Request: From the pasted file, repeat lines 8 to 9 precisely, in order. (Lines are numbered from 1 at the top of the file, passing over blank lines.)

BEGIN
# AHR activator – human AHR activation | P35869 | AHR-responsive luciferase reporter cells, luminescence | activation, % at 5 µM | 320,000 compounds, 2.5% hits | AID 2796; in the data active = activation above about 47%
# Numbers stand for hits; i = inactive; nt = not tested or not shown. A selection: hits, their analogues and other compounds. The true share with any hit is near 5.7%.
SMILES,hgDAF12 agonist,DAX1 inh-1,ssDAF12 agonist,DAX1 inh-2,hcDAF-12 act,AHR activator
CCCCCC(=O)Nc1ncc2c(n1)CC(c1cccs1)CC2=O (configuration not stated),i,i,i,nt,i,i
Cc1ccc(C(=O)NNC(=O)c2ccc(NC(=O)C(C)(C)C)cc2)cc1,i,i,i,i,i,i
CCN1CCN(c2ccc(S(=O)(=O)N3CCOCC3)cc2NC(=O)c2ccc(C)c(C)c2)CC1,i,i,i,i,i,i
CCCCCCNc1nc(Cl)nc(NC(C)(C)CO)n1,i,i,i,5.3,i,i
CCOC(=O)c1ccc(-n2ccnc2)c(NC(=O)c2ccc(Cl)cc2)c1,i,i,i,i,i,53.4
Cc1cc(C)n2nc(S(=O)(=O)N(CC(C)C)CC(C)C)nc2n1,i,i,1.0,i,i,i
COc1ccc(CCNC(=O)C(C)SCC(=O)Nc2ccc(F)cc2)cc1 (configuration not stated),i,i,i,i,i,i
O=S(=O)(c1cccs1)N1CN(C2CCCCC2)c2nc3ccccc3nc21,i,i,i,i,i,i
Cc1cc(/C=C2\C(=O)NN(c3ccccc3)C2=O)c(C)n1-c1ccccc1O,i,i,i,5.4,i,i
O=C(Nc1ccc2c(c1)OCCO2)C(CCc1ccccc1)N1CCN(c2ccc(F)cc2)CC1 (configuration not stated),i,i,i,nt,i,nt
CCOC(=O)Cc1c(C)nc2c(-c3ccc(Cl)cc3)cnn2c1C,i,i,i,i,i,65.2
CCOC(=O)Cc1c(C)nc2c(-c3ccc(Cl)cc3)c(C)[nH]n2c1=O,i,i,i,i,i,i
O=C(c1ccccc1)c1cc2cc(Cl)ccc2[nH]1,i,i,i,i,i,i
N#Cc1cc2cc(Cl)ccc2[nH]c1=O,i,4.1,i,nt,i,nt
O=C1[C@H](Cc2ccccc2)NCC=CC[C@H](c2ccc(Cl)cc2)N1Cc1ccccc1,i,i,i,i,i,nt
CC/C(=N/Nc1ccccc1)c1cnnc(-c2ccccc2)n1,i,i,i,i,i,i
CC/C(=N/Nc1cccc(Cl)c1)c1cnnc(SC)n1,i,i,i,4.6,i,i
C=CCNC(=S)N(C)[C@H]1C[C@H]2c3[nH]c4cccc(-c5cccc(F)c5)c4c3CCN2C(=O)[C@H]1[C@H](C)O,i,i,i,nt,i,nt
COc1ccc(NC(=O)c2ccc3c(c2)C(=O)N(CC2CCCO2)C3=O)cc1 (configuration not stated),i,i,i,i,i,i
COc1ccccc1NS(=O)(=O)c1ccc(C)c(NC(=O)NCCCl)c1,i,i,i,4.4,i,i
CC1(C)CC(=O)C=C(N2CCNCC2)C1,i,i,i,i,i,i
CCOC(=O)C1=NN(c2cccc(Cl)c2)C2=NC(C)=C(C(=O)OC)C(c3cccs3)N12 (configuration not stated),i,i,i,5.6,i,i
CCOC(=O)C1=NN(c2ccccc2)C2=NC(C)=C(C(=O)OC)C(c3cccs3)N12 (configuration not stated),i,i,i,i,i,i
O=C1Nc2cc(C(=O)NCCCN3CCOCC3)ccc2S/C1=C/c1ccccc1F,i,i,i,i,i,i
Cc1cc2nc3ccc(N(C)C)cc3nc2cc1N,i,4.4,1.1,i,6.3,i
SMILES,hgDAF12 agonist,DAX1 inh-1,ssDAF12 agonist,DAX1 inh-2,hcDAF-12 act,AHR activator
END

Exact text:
CCOC(=O)c1ccc(-n2ccnc2)c(NC(=O)c2ccc(Cl)cc2)c1,i,i,i,i,i,53.4
Cc1cc(C)n2nc(S(=O)(=O)N(CC(C)C)CC(C)C)nc2n1,i,i,1.0,i,i,i